- Be transparent with your products: Let customers know exactly where you’re products come from and what they’re made of. Whether they’re “Made in the USA” or are built with your own hands, showcasing the product creation process makes customers feel more connected to your products. After all, customers have no idea where Amazon sources their products from or if they were made under ideal conditions.
- Showcase your start-up culture: The name of the game is to make a personal connection between your small business and your customers. What better way to do that then sharing images of you and your team? Dating back to David’s time, people have always preferred to buy from people they trust, and by highlighting your team behind the scenes, you’re establishing that all-important credibility.
Personalize the experience to establish unwavering brand loyaltyI’ll speak for myself here, but I’ve rarely met someone that shops with Amazon because they’re in love with the brand. Convenience, product selection and low prices, yes, but brand loyalty, not so much. This means that if you can become a fan favorite with your customers, you’ll have a major advantage over Amazon and other big-time retailers.
Personalized brand experiences serve as the best mechanism for your small business to establish this type of unwavering loyalty. If you can make customers feel like they’re your only priority, you’ve upped the chances of having them return to your site.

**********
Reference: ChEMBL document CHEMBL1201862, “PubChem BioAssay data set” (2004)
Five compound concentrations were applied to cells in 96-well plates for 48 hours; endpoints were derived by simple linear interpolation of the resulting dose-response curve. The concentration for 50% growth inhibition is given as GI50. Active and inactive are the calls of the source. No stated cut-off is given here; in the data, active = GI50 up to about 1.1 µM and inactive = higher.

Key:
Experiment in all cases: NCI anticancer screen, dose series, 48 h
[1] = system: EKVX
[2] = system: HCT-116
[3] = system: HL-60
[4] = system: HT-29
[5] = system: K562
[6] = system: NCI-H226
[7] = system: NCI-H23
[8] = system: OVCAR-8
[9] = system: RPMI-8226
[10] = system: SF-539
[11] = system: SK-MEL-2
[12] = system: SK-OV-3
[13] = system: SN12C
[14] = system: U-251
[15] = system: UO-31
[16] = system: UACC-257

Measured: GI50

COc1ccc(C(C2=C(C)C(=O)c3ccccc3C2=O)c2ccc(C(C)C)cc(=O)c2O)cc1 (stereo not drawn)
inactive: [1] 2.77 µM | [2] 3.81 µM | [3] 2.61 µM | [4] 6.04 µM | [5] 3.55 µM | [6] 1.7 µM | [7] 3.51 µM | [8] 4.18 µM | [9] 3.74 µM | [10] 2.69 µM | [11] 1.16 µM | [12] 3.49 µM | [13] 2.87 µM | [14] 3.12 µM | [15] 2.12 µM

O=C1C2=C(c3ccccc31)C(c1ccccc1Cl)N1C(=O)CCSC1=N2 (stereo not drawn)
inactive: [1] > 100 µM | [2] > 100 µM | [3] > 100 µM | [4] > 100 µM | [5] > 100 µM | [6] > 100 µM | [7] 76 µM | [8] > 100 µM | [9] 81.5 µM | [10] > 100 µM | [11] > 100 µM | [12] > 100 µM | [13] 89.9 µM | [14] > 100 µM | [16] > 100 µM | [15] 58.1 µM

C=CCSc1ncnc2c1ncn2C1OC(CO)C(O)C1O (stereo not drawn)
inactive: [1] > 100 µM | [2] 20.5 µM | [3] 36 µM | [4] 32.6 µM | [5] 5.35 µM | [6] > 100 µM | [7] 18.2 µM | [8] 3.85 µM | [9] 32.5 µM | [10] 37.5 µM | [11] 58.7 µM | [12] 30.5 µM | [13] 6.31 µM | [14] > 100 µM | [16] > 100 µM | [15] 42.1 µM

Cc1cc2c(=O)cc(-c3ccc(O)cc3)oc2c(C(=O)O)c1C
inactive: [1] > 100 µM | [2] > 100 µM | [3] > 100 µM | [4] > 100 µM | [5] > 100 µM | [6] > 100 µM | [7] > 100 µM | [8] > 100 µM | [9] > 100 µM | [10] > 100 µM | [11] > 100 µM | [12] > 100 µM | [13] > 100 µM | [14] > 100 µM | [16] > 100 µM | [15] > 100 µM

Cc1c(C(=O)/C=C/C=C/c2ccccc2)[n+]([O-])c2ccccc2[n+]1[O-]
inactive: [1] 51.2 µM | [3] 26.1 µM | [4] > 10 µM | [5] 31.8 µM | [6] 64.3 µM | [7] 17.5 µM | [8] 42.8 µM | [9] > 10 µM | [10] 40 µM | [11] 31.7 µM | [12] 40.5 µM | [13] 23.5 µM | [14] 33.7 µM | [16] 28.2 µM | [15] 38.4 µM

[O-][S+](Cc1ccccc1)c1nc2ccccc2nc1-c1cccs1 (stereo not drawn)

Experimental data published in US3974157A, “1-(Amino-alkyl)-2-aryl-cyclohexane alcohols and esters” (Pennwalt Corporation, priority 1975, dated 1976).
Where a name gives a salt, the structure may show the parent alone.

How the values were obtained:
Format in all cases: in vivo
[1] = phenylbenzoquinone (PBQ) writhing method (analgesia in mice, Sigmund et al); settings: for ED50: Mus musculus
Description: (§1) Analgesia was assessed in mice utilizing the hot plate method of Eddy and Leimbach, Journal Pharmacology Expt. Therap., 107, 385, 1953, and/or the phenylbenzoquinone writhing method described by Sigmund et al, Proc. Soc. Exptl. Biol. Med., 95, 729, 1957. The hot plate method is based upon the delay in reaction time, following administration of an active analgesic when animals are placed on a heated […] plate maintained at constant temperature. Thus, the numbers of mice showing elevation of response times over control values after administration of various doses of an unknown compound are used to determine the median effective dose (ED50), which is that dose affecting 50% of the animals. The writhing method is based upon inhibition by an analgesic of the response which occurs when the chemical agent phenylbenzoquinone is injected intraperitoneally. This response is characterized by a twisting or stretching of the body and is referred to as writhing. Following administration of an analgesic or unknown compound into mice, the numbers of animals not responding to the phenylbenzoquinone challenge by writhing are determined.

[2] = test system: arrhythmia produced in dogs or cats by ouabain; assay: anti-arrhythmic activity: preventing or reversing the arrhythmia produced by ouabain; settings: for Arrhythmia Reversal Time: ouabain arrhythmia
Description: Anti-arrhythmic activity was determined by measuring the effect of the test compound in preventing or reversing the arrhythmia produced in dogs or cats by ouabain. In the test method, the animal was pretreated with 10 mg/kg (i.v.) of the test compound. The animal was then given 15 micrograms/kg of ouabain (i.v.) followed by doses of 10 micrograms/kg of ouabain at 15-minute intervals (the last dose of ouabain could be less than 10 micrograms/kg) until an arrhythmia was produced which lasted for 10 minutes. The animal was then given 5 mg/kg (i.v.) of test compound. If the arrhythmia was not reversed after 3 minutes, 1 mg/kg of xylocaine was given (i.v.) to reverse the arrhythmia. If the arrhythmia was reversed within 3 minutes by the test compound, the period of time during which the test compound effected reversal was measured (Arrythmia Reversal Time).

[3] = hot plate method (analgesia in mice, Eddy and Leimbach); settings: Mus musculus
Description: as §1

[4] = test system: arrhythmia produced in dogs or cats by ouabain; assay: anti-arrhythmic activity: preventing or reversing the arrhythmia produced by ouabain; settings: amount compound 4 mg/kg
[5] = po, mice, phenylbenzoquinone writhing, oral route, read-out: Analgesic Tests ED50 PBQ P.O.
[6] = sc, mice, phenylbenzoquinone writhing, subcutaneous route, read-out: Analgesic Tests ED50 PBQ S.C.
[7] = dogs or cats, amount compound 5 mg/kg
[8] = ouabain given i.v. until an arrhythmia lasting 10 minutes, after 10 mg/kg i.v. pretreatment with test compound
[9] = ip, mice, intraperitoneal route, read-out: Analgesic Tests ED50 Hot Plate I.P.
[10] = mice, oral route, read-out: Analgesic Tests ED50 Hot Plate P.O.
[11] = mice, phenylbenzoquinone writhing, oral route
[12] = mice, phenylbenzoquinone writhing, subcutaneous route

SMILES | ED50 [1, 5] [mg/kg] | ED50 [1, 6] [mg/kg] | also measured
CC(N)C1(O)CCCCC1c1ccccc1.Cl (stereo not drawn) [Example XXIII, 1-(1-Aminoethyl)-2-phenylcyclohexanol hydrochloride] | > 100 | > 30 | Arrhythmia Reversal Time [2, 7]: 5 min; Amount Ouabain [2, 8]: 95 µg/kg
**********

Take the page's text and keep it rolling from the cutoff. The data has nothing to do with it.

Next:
Here are some ideas on how you can truly personalize your customers’ experience:
- Work your loyalty program: Once you launch your customer loyalty program, follow up with your members by sending emails that have special coupons, discounts and product announcements. These folks are typically your most loyal, repeat customers, so go the extra mile to make them feel like VIPs.
- Pull out a pen: Hand-written notes go a long way, especially since we rarely see them anymore. Depending on your order volume, consider including a short thank-you note in each shipment. Or, if you don’t have time for that, write out an appreciative card each month to your most valuable customers.
- Stop with the generic emails: No one feels special when they receive an email that says, “Dear Customer.” Instead, take the time to insert the first name of customers in your messages, particularly with transactional emails.
- Make product recommendations: If you’re truly looking to upsell, suggest particular products to different customer segments based on their previous purchases. Your shopping cart software likely has some sort of functionality for this, and if not, you can always do some data mining on previous orders to draw conclusions of your own.
Focus on product specialization and expertiseImagine this scenario: you find a beautiful piece of art that would look perfect in your living room. Before you buy, you have the opportunity to speak to the painter. She introduces you to the piece, details her inspiration and walks you through each brushstroke. Once her detailed explanation is over, you have the ability to ask questions and shake her hand. After it’s over, you have a much deeper appreciation for the product now hanging in your home.